devolve power will face more serious secessionist movements, demanding that
devolution, perhaps not in a peaceful way. And I think that we have
incipient secessionist movements in the United States as well, these
militia groups and so on. So I am in favour of getting ahead of the curve,
and devolving many functions.

The other thing is this: that if we live in an extremely accelerating and
complex time, it makes decision-making harder and harder. What you've got
are political institutions, whether you're looking at the US Congress, or
the Japanese Diet, or the White House or the Canberra equivalent of that,
you have a group of people who, no matter if they were saints and geniuses,
would be overloaded by the demands on them. Too many things are changing
too fast in ways far too complex for them to make intelligent decisions
about, and if you talk privately with honest politicians - I mean I got a
call from a friend of ours who is a United States Senator, and he said, 'I
spend two-thirds of my time either doing public relations or raising funds
for re-election. In the remainder of my time, I'm on this committee and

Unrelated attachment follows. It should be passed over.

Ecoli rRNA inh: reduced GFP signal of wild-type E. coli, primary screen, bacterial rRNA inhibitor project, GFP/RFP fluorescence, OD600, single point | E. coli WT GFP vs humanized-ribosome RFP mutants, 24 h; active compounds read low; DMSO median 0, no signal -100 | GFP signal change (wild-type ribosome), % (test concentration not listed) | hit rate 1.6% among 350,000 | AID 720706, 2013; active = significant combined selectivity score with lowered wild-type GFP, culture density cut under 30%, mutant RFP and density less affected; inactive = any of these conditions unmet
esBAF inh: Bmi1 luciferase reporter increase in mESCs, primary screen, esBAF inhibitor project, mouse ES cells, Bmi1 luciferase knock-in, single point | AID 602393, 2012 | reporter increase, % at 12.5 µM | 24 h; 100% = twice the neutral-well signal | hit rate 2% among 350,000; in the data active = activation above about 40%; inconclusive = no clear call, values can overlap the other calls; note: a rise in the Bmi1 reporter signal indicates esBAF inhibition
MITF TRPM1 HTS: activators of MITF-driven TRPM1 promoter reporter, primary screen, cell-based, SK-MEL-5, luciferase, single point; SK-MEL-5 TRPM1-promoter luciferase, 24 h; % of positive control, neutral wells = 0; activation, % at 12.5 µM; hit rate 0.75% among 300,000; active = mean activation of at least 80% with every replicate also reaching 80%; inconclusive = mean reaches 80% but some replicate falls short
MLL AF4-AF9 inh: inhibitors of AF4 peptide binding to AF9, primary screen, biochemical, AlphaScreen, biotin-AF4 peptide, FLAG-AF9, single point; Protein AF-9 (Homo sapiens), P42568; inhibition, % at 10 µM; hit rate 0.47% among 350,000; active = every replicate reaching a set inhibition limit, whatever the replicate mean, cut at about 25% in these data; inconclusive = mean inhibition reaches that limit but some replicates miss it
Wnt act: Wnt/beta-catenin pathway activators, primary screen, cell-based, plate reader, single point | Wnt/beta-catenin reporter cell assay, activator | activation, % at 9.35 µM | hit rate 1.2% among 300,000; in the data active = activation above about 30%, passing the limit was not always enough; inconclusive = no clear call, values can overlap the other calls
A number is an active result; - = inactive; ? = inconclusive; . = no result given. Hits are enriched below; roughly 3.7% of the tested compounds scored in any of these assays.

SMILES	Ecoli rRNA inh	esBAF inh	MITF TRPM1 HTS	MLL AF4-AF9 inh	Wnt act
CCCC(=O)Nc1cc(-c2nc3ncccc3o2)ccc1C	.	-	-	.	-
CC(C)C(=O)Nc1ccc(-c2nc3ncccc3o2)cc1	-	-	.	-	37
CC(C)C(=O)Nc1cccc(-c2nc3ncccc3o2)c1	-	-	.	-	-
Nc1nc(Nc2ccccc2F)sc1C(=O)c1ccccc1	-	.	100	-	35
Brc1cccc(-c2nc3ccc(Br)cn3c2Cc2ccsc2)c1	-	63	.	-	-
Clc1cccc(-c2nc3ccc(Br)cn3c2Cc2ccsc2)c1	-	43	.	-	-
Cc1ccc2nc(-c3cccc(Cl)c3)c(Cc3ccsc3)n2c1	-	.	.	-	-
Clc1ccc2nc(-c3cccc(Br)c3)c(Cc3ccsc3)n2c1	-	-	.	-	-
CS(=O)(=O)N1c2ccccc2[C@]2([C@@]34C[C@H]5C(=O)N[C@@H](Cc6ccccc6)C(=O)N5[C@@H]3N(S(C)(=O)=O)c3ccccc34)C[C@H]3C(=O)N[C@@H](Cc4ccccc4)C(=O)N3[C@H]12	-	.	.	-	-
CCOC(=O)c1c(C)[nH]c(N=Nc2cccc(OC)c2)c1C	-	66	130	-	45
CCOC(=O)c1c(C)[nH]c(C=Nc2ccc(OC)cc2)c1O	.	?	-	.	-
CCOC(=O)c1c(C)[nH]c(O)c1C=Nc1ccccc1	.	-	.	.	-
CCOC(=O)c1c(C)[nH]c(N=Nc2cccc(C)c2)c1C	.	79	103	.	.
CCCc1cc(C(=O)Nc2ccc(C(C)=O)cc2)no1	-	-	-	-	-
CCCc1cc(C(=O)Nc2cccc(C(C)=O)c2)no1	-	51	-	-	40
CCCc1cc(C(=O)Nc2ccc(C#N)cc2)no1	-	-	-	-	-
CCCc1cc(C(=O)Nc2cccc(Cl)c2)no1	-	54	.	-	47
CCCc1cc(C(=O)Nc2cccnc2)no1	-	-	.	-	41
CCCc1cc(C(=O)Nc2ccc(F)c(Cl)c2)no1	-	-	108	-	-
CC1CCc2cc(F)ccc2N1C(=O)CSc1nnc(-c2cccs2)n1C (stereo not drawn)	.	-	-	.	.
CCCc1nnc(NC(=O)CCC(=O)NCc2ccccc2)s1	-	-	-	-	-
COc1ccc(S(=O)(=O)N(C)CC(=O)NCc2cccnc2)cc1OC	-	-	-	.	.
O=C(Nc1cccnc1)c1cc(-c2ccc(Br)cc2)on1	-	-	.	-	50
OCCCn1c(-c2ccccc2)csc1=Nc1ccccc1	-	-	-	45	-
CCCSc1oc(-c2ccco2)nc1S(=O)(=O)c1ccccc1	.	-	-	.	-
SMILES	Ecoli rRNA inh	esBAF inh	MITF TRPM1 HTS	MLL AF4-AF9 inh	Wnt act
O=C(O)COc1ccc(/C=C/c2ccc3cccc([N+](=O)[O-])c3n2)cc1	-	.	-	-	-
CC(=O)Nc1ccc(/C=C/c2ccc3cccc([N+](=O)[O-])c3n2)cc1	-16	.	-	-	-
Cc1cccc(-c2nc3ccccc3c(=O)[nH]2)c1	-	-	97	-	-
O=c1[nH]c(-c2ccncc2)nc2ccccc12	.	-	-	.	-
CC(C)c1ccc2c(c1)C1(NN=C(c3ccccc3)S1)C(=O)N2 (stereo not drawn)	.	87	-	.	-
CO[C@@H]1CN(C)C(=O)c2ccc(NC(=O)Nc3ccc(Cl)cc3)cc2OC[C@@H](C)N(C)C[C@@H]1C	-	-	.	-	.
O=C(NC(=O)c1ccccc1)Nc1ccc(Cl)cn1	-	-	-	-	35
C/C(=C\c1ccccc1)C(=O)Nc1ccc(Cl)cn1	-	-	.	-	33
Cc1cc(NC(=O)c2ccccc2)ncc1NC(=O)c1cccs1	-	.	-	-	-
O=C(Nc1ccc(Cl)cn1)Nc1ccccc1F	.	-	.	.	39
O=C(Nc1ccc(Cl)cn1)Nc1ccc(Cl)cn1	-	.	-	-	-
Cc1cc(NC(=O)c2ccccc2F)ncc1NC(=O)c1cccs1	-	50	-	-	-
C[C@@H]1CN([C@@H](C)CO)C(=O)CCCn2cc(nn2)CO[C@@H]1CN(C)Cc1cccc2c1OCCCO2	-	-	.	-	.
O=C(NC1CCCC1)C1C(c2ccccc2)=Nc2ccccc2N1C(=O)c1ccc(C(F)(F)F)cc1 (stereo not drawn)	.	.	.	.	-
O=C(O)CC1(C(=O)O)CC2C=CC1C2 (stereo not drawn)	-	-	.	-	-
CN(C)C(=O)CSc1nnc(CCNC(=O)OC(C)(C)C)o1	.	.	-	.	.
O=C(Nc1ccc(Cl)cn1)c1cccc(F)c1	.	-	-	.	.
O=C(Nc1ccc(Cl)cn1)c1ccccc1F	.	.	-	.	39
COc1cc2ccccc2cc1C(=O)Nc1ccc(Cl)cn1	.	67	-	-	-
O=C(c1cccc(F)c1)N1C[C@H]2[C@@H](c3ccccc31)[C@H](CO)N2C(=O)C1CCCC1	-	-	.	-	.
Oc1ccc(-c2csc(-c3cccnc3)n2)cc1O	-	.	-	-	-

that task force and this joint working group and this blah, blah, blah -'
He said, 'Do you think I can possibly know all the things I need to know to
make intelligent decisions?' And I said, 'Clearly you can't.' He said,
'You're right, so my staff makes them.' And I said, 'Who elected your
staff?' So there is a real problem. The reality is that many of our
political institutions are overloaded. The decision load is too heavy. They
don't stop making decisions because they want to hang on to the power that
goes with that, but they make worse and worse decisions, and devolution is
the way you lighten the decision load on the centre so it can deal with the
really important things.

Norman Swan:    And just finally and briefly, I want to deal with the
contradiction that I think some of your ideas throw up. And that is, you
say demassification, and yes, you can see diversity out there, and you
yourself quote the example of say Levi's customising jeans now for people,
and diverse groups in the community. But the overwhelming feeling,
certainly in a country like Australia, is that we've never been as
massified as before. You've just got instead of General Motors, you've now
got Microsoft. Globalisation means a breakdown of borders and a loss of
that identity.

Alvin Toffler:  There's a good reason for that, and I believe that we
account for that. We didn't talk about the fact that the way we think about
change, our model of the way change occurs. When we talk about waves of
change, a country or a region can undergo more than one wave of change at
the same time. If you look at Asia, you see more and more second-wave mass
manufacturing, cheap labour operations and so forth, but you also see
Singapore, and you see Malaysia struggling to create a multimedia super